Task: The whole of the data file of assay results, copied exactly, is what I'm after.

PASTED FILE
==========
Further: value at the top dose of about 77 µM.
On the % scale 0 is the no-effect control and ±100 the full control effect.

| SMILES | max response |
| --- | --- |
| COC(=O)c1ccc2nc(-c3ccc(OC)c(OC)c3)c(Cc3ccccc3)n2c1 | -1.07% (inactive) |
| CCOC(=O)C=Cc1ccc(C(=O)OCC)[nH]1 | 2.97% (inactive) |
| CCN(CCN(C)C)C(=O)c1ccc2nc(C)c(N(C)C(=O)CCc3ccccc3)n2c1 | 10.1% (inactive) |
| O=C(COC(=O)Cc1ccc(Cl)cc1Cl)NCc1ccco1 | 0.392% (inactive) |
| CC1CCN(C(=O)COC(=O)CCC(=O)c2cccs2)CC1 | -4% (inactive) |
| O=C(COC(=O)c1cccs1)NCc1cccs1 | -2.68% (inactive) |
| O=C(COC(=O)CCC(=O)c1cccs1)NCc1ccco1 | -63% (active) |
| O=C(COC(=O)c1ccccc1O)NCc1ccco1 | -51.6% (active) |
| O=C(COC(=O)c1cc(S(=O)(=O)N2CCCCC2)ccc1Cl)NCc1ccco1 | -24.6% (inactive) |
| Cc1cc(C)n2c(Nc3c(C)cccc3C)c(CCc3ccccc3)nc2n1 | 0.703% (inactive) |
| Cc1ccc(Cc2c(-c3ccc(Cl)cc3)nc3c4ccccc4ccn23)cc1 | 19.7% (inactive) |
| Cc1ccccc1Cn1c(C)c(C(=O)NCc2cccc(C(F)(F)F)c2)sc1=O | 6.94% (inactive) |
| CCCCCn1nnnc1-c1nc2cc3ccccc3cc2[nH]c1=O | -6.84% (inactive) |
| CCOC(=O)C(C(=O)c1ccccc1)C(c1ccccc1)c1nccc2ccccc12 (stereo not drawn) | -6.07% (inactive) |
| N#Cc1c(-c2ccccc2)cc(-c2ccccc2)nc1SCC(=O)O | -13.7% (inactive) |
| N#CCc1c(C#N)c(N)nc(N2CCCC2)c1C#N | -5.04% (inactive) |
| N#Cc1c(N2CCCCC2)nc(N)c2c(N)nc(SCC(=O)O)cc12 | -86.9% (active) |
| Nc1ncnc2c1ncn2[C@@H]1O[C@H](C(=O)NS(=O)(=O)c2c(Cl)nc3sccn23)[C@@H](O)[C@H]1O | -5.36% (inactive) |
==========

Further: value at the top dose of about 77 µM.
On the % scale 0 is the no-effect control and ±100 the full control effect.

| SMILES | max response |
| --- | --- |
| COC(=O)c1ccc2nc(-c3ccc(OC)c(OC)c3)c(Cc3ccccc3)n2c1 | -1.07% (inactive) |
| CCOC(=O)C=Cc1ccc(C(=O)OCC)[nH]1 | 2.97% (inactive) |
| CCN(CCN(C)C)C(=O)c1ccc2nc(C)c(N(C)C(=O)CCc3ccccc3)n2c1 | 10.1% (inactive) |
| O=C(COC(=O)Cc1ccc(Cl)cc1Cl)NCc1ccco1 | 0.392% (inactive) |
| CC1CCN(C(=O)COC(=O)CCC(=O)c2cccs2)CC1 | -4% (inactive) |
| O=C(COC(=O)c1cccs1)NCc1cccs1 | -2.68% (inactive) |
| O=C(COC(=O)CCC(=O)c1cccs1)NCc1ccco1 | -63% (active) |
| O=C(COC(=O)c1ccccc1O)NCc1ccco1 | -51.6% (active) |
| O=C(COC(=O)c1cc(S(=O)(=O)N2CCCCC2)ccc1Cl)NCc1ccco1 | -24.6% (inactive) |
| Cc1cc(C)n2c(Nc3c(C)cccc3C)c(CCc3ccccc3)nc2n1 | 0.703% (inactive) |
| Cc1ccc(Cc2c(-c3ccc(Cl)cc3)nc3c4ccccc4ccn23)cc1 | 19.7% (inactive) |
| Cc1ccccc1Cn1c(C)c(C(=O)NCc2cccc(C(F)(F)F)c2)sc1=O | 6.94% (inactive) |
| CCCCCn1nnnc1-c1nc2cc3ccccc3cc2[nH]c1=O | -6.84% (inactive) |
| CCOC(=O)C(C(=O)c1ccccc1)C(c1ccccc1)c1nccc2ccccc12 (stereo not drawn) | -6.07% (inactive) |
| N#Cc1c(-c2ccccc2)cc(-c2ccccc2)nc1SCC(=O)O | -13.7% (inactive) |
| N#CCc1c(C#N)c(N)nc(N2CCCC2)c1C#N | -5.04% (inactive) |
| N#Cc1c(N2CCCCC2)nc(N)c2c(N)nc(SCC(=O)O)cc12 | -86.9% (active) |
| Nc1ncnc2c1ncn2[C@@H]1O[C@H](C(=O)NS(=O)(=O)c2c(Cl)nc3sccn23)[C@@H](O)[C@H]1O | -5.36% (inactive) |